Gold traders plan benchmark code of conduct
Like, maybe, don't get caught?
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By Jack Farchy
Financial Times, London
Friday, November 22, 2013
The group of banks and traders that runs the London gold market is planning to tighten procedures to protect against manipulation in the wake of the Libor scandal.
The London Bullion Market Association, whose members include Barclays, Goldman Sachs, and JPMorgan Chase, has hired lawyers to review whether the benchmarks it publishes conform to principles set out by the International Organisation of Securities Commissions (IOSCO).
The banks and traders discussed the results of the review at a meeting this week and are working on a code of conduct for banks contributing to the benchmarks, according to three people familiar with the discussions. They are also working on plans to keep more detailed historical records of trading in the market.
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London is the centre of the gold market, with some 175 million ounces, worth $220 billion at today's prices, changing hands daily on the over-the-counter trade, according to a 2011 survey by the LBMA. Benchmarks set in London are used across the gold industry.
A large range of benchmarks has come under regulatory scrutiny after the discovery of widespread manipulation of Libor, the benchmark for borrowing in interbank lending. Iosco in July published a set of principles on methodology and governance of benchmarks.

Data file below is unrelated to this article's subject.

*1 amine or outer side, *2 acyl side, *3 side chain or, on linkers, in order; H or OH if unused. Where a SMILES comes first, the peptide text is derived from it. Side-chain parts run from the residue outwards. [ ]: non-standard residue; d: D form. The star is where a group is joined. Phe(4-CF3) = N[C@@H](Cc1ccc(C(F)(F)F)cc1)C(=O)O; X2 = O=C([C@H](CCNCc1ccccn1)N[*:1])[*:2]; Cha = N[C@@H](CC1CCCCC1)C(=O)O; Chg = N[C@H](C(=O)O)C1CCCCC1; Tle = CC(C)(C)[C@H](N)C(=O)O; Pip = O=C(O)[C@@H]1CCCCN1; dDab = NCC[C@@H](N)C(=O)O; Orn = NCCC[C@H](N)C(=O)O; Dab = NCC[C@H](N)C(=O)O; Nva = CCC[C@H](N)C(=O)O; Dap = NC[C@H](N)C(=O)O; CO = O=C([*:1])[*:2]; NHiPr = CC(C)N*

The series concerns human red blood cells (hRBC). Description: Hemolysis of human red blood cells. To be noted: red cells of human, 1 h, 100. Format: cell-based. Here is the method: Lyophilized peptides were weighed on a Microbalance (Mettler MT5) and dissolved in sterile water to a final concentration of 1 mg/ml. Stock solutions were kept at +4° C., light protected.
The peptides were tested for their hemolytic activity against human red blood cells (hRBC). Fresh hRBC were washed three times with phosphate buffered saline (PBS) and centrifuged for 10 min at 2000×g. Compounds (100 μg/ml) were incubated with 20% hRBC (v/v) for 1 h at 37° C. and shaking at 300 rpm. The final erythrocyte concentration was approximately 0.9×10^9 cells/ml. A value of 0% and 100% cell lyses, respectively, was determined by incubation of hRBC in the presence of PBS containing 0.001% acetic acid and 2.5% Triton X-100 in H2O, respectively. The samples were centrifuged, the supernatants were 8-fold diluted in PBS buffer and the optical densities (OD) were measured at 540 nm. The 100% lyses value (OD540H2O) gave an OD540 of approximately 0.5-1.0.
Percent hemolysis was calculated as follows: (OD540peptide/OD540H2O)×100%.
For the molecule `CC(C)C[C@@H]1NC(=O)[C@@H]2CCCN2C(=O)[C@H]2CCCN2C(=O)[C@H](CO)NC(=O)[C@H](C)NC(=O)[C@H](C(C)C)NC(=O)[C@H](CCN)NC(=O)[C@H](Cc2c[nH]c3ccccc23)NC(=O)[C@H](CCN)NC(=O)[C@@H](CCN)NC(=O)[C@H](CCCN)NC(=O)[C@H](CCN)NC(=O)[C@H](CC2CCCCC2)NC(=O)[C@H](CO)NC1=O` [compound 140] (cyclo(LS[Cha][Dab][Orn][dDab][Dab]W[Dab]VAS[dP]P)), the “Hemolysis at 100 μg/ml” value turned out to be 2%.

The Libor scandal has cost banks and brokers $3.5 billion in regulatory fines, and some experts believe the brewing controversy around alleged foreign exchange manipulation could be even costlier, with regulators on three continents now investigating.
"After what's been happening with foreign exchange and Libor, it's only prudent to review your processes and governance around those benchmarks," said one person with knowledge of the gold industry's discussions.
The UK's Financial Conduct Authority is looking at gold fixings as part of a wider review of how well benchmark rates work in conjunction with securities regulators around the world, according to people familiar with the matter. But executives at major gold traders said that they had so far had minimal contact on the subject with the regulator.
"At some point the authorities are going to be turning their attention to some of our benchmarks under the umbrella of looking at all benchmarks," said one person close to the LBMA. "We want to make sure we’re prepared when they do that."
There are several gold price benchmarks set in London. The main benchmark is set twice a day by a small group of banks, in a process known as the "London gold fixing." Unlike Libor, however, the fixing is based on trading activity, rather than theoretical quotes.
A second set of benchmarks is produced by the LBMA for gold forward rates, known as "GOFO." Like Libor, GOFO is based on the average of a set of price quotes by members; however, unlike Libor, banks can be obliged to trade at the prices they quote.
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